Braiding connections, one challah at a time

Braiding connections, one challah at a time

Four Teaneck sisters — the Challah-Back Girls — bake with love, donate for social justice

Hannah, left, and Sara are at work in the kitchen.
Hannah, left, and Sara are at work in the kitchen.

Four Teaneck sisters are combining their love of baking challah with their passion for social justice in a project dubbed “Challah-Back Girls”

Each week since mid-June, Sara, Marni, Hannah, and Eliana Loffman have been baking and selling challot. They’re charging $16 for two of them — plain, everything but the bagel, chocolate chip, or coffee crumb — and they donate more than half of the proceeds to an organization benefitting a social-justice cause.

As of July 19, they’ve baked 500 challot to fill 250 orders, hand delivered some of them to more than 50 homes, and shipped others to more than 130 cities in 27 states. They’ve donated to charities including the Okra Project, the Loveland Foundation, Everyone Home DC, Campaign Zero, and most recently, the B3 Foundation started by Pittsburgh Steeler Zach Banner.

We had lots of questions for the Challah-Back Girls, which they graciously answered as a group.

But first, a bit more about Caryn and Clark Loffman’s four daughters, all graduates of Solomon Schechter Day School of Bergen County in New Milford.

Sara, 27, graduated from the Frisch School in Paramus and SUNY Binghamton. She works for Prizmah: Center for Jewish Day Schools.

Marni, 24, went to Frisch, and then to Wesleyan University. She is finishing a year-long Avodah Justice Fellowship; that’s a Jewish program that addresses social and economic injustice in New York City, Chicago, and Kansas City.

Hannah, 22, went to Frisch and graduated from SUNY Binghamton this year. She will attend Rutgers University School of Social Work in the fall.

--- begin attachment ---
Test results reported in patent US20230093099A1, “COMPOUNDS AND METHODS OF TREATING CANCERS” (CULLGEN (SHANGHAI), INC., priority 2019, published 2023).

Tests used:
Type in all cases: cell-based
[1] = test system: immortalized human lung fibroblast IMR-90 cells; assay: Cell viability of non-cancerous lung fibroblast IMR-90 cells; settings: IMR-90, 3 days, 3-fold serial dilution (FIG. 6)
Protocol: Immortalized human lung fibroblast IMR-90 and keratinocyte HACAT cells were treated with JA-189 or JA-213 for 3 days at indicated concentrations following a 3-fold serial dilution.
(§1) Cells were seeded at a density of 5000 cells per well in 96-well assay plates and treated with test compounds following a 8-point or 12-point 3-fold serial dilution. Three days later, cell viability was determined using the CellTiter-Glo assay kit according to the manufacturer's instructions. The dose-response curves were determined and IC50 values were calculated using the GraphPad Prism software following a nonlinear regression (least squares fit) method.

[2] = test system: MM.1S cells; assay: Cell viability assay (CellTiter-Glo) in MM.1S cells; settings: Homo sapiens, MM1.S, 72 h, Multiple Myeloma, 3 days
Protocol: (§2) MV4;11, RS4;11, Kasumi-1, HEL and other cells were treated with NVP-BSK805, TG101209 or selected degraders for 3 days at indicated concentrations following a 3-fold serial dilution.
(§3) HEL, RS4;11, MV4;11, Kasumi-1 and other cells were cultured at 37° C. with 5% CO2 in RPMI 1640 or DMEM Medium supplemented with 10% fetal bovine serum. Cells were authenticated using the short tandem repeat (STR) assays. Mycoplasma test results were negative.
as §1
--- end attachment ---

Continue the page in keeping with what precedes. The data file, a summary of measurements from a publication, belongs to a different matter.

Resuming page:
Eliana, 16, is a rising junior at SAR High School in Riverdale.

The Loffmans have lived in Teaneck for 17 years and belong to Congregation Beth Sholom there.

The sisters’ output includes double chocolate chip challot.

Here is the interview:

Jewish Standard: When and why did you start baking challah?

Challah-Back Girls: For as long as we can remember, we baked challah with our mom growing up. It’s her challah recipe that we use, the same one we’ve been using for over 25 years. Hannah is the one who really stuck with baking for our family — though Marni is known in our house for her famous sourdough bread, made from a 270-year-old culture that originated across the country.

JS: How and when did the Challah-Back Girls get started?

CBG: This project began when Hannah was forced home from university in March. Given her love of baking — and growing quarantine boredom — she blessed the family with delicious challot each week. Through family friends, we learned that the Bergenfield Volunteer Ambulance Corps had potluck dinner and lunch every Shabbat and so we offered to contribute to their meals with challot.

During the peak of the pandemic, we began delivering to healthcare heroes and frontline workers beyond Bergenfield. While it was the least we could do for those putting their lives on the line, we knew we could find a way to give back to the larger community and individuals in need.

JS: So all of you joined Hannah in the kitchen?

CBG: The high demand for the challot we were making for frontline workers required all-Loffman-sister-hands on deck, each contributing something unique toward the same goal. After weeks of preparing challot to give away, we started to wonder how we could contribute to both epidemics plaguing our country: covid-19 and anti-Black racism.

Simultaneously, we were receiving a lot of inquiries through our Instagram account (@WeLoffToTravel) about if our challot were for sale. We didn’t feel right selling our challot just because they tasted like heaven. We wanted to find a way to combine spreading the challah love each week while supporting the work being done right now to address discrimination, poverty, and racism.